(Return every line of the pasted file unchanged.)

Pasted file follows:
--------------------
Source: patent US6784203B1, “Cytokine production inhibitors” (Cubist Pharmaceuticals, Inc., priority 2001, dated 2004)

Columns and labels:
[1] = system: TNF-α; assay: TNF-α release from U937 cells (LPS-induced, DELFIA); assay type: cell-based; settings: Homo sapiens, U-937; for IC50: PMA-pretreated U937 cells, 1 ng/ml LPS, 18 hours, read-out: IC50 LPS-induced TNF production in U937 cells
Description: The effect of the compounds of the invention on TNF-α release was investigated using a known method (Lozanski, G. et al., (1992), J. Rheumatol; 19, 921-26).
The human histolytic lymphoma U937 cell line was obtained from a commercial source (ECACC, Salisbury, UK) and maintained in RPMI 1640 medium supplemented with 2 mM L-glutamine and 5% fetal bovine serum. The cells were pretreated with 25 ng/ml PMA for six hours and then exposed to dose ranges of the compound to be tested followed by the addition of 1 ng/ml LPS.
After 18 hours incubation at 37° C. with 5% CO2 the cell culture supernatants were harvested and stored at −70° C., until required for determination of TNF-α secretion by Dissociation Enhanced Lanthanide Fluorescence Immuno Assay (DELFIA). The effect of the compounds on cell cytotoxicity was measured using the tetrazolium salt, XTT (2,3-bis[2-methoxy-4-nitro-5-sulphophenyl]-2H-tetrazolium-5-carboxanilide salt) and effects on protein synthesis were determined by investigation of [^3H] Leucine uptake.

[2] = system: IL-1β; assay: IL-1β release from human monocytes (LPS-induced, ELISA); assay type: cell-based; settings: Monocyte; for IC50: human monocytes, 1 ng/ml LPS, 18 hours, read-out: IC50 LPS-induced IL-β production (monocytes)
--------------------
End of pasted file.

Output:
Source: patent US6784203B1, “Cytokine production inhibitors” (Cubist Pharmaceuticals, Inc., priority 2001, dated 2004)

Columns and labels:
[1] = system: TNF-α; assay: TNF-α release from U937 cells (LPS-induced, DELFIA); assay type: cell-based; settings: Homo sapiens, U-937; for IC50: PMA-pretreated U937 cells, 1 ng/ml LPS, 18 hours, read-out: IC50 LPS-induced TNF production in U937 cells
Description: The effect of the compounds of the invention on TNF-α release was investigated using a known method (Lozanski, G. et al., (1992), J. Rheumatol; 19, 921-26).
The human histolytic lymphoma U937 cell line was obtained from a commercial source (ECACC, Salisbury, UK) and maintained in RPMI 1640 medium supplemented with 2 mM L-glutamine and 5% fetal bovine serum. The cells were pretreated with 25 ng/ml PMA for six hours and then exposed to dose ranges of the compound to be tested followed by the addition of 1 ng/ml LPS.
After 18 hours incubation at 37° C. with 5% CO2 the cell culture supernatants were harvested and stored at −70° C., until required for determination of TNF-α secretion by Dissociation Enhanced Lanthanide Fluorescence Immuno Assay (DELFIA). The effect of the compounds on cell cytotoxicity was measured using the tetrazolium salt, XTT (2,3-bis[2-methoxy-4-nitro-5-sulphophenyl]-2H-tetrazolium-5-carboxanilide salt) and effects on protein synthesis were determined by investigation of [^3H] Leucine uptake.

[2] = system: IL-1β; assay: IL-1β release from human monocytes (LPS-induced, ELISA); assay type: cell-based; settings: Monocyte; for IC50: human monocytes, 1 ng/ml LPS, 18 hours, read-out: IC50 LPS-induced IL-β production (monocytes)